First video from the album ‘Chants for Socialists’
Artist: The Great Electric
Cat No. : Van 276
Release date: October 27th
The Great Electric was formed in the winter of 2012 by Malcolm Doherty (Guitars, FX), Rob Hyde (Drums), Darren Hayman (Synth), Duncan Hemphill (Tones, Drones and FX) and Pete Gofton (Bass/Production).
Alumni of bands as diverse as Hefner, Kenickie, GoKart Mozart & Mum and Dad, the band was united by a love of the classic German electronic and progressive acts of the 1970s coupled with the pop music sensibilities, hooks and production of 90s bands such as Stereolab, Quickspace and Electric Sound of Joy.
EP1, self-recorded and released on Static Caravan is the Great Electric’s first release and showcases the band’s love of combining a hypnotic heaviness with accessibility – thickly layering melody onto bedrock of driving bass and drums, often lending the songs an almost pop patina.
Opener ‘Matter of Time’ sets off at a breakneck motorik pace, introducing layered analogue melodies and a metronomic bassline before giving way to a chorus that sits somewhere in the middle ground between Focus and Fantomas. The track fades into a fug of Gilmour-inspired guitars, analogue electronics and found sounds.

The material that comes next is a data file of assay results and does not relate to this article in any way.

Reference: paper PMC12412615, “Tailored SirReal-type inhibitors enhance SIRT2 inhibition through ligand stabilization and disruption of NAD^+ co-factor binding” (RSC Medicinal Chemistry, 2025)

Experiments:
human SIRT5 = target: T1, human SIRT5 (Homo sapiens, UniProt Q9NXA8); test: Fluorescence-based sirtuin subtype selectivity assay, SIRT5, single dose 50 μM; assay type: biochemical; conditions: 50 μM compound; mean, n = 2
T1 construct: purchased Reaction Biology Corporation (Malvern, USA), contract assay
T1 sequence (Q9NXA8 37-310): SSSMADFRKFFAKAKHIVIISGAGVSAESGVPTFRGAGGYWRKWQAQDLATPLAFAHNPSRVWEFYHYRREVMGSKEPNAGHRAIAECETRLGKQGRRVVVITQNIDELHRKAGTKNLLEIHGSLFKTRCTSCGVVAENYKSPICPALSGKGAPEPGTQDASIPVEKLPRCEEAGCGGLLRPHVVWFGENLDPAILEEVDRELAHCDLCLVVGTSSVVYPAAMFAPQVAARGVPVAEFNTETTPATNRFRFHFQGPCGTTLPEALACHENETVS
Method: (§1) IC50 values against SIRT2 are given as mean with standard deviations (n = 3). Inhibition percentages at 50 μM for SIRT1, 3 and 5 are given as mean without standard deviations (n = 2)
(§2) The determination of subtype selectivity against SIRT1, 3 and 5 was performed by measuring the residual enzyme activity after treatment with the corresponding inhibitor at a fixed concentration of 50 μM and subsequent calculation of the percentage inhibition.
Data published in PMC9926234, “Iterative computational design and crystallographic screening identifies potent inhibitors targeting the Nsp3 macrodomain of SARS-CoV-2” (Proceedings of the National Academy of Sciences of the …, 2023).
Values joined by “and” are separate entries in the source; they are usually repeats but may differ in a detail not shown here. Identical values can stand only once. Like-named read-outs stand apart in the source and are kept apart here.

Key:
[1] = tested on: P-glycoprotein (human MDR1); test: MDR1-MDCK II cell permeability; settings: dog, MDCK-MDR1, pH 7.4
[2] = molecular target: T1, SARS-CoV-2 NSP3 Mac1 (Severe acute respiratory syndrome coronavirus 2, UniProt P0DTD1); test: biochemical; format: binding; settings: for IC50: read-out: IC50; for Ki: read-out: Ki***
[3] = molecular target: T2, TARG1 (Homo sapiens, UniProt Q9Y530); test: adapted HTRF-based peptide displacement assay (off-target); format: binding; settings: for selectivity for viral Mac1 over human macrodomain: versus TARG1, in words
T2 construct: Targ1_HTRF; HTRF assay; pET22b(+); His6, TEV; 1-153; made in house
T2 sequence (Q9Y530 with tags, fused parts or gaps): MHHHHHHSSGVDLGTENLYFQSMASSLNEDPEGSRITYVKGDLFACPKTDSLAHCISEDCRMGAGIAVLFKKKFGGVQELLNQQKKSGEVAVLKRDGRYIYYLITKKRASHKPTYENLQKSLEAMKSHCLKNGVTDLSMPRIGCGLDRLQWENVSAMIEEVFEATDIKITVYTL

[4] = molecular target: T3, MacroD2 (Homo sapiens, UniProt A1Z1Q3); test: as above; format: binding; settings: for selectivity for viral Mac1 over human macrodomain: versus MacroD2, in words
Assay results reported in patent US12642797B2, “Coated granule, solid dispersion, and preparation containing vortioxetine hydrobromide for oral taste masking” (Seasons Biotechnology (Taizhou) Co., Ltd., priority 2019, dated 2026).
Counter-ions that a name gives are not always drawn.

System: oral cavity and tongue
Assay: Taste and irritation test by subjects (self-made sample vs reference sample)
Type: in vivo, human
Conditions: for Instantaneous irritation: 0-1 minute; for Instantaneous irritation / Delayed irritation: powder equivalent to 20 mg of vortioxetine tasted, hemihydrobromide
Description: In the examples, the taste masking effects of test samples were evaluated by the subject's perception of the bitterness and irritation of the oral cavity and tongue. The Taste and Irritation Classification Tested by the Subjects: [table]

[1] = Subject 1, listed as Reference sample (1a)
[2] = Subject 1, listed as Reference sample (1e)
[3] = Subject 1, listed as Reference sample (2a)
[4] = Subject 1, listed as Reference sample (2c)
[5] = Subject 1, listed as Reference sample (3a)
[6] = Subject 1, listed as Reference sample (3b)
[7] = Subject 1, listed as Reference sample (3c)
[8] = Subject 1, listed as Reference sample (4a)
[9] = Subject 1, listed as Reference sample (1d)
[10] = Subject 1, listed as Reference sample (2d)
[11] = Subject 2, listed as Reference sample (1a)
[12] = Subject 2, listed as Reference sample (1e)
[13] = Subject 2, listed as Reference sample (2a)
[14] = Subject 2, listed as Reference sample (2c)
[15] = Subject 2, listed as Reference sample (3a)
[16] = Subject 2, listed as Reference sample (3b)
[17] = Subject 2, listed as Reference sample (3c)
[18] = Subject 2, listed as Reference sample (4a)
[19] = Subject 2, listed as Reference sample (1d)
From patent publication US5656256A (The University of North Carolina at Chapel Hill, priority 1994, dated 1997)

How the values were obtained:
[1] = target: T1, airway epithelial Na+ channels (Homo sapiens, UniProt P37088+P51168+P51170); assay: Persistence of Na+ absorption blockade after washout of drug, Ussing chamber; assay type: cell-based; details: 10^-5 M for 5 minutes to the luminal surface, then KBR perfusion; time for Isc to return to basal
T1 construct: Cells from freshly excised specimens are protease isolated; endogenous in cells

Jump Over The House is a triumphant, energised hybrid of 60’s Detroit soul and a locked, motorik pulse, overlaid with a subtle vocodered line straight out of millennium-era Trans Am. If you booked The Great Electric for your birthday party, they’d open with this song.
The EP’s lead track, Music and Colour establishes a rigid bass motif from the off and builds into the embodiment of perfect space age pop – constructed from layer upon layer of repetition, hypnotic drones and heavy washes of analogue melodies and counter-melodies.
The EP closes with M.O.P.E.. Building over 9 minutes, the track is a dichotomy of ‘Animals’-era Pink Floyd atmospherics and Sir Lord Baltimore barbarian rock. The song gathers pace before the wheels come off entirely and it rattles into Blue Cheer covering Yes’ ‘Heart of the Sunrise’.
2014 will see the band finish a debut LP ahead of organising a small number of live dates later in the year.